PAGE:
This week has already witnessed the semi-finals of the BGBF British Breeders Stakes at Nottingham, while Thursday at Perry Barr sees the semi-finals of the RPGTV St Leger and M Lambe Construction Birmingham Cup.
Romford kicks off the Coral Essex Vase on Friday, while on Sunday it’s the semi-finals of the Ladbrokes Kent Derby at Central Park.
The respective favourites for these events are all top-class performers eyeing not just major prizes but potentially Greyhound of the Year recognition.
There are still plenty of events and competitions on the GBB Calendar but certainly the connections of both Tenpin and Roxholme Kristof, to mention just two, will be well aware of what another Category One success could mean to their credentials.
Lockdown has clearly given certain tracks the time to expand their website experience - freshening things up.
The streaming of trials has been a superb development and the social media ante has been upped by the likes of Swindon, who should be extremely grateful to the work and creative skills of Josh Sealey - and with the Property192 Oaks on the horizon, no doubt Josh will satisfy the demands of his and the track’s followers. And some!
The LadbrokesCoral venues have also been busy, revamping their websites, so the likes of Crayford, Hove, Monmore and Romford are also worth a virtual visit.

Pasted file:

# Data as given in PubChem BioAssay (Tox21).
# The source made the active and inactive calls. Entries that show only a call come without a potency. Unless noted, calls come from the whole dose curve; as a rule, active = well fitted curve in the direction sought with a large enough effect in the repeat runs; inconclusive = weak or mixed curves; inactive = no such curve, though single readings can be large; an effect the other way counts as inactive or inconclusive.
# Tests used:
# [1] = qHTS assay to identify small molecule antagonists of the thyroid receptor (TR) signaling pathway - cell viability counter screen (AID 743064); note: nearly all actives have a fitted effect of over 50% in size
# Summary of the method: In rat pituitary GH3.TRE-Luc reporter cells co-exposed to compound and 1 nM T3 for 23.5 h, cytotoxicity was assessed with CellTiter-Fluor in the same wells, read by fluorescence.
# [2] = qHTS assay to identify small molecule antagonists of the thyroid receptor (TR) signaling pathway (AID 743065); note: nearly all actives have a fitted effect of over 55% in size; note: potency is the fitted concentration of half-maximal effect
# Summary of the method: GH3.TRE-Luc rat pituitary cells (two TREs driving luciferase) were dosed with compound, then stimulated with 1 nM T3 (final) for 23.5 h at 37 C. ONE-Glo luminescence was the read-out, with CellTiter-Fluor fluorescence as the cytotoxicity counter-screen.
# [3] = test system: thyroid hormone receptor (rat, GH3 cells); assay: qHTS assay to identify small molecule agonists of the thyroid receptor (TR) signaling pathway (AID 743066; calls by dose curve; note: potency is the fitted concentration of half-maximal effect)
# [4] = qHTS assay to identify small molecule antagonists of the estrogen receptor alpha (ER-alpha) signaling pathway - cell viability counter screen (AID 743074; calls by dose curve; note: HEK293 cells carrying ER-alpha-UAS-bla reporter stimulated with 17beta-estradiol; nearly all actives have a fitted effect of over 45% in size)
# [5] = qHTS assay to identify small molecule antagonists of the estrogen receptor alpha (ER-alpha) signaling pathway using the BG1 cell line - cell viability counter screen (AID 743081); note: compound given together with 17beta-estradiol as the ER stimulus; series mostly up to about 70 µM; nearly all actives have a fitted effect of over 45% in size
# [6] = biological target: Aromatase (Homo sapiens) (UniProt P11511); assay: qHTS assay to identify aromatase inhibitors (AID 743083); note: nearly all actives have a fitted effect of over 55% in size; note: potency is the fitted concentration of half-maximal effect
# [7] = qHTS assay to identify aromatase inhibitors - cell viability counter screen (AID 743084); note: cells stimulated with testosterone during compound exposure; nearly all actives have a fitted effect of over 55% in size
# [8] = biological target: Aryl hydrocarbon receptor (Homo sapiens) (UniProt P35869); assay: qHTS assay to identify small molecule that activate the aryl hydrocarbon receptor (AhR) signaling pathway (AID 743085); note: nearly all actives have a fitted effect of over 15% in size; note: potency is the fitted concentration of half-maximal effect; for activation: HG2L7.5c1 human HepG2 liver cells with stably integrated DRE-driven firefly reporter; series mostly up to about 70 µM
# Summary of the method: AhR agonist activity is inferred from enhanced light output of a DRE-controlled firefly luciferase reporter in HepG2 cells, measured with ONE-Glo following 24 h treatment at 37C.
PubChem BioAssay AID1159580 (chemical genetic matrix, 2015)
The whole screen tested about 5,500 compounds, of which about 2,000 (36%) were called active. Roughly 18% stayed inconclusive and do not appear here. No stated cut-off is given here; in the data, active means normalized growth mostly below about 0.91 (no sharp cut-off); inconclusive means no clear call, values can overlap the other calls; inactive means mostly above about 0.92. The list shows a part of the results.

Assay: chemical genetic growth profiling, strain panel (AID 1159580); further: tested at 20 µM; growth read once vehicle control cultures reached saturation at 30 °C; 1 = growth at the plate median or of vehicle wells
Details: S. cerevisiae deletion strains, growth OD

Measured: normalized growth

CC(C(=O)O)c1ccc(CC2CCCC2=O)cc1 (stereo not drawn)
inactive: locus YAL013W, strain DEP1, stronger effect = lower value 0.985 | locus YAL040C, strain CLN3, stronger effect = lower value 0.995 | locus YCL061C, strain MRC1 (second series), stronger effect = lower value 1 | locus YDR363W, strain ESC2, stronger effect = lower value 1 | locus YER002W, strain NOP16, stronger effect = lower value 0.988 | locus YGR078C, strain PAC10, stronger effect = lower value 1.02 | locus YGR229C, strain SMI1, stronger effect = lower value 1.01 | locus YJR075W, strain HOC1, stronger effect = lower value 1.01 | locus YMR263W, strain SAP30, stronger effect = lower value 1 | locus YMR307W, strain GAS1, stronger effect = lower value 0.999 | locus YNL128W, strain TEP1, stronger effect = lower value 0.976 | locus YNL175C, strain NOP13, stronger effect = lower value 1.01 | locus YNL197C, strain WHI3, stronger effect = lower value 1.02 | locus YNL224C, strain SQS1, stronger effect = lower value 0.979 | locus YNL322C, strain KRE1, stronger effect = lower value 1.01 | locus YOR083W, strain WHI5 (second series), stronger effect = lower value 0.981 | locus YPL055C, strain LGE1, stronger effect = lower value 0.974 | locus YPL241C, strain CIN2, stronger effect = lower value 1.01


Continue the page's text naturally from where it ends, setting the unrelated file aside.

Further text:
Other tracks are in the process of relaunching their pages and clearly the idea is to make the experience more inclusive to keep fans of the sport engaged and encourage owners - so important when the doors are finally opened again.
Social media spotlight
In the meantime, social media continues to be the court where so many of the sport’s issues are discussed and debated - with arguments regularly spilling over to RPGTV. There’s never a dull moment - and neither should there be.
Complacency and apathy should always be railed against - the sport needs to keep on pushing forwards, but also has to fight its corner when others are trying to destroy it.
The likes of David Mitchell and Kim Sanzone - supported by many others - have led a fightback to those on social media looking to discredit the sport and can now call on the GBGB’s injury data and welfare record to rubbish outlandish claims. We are an open book.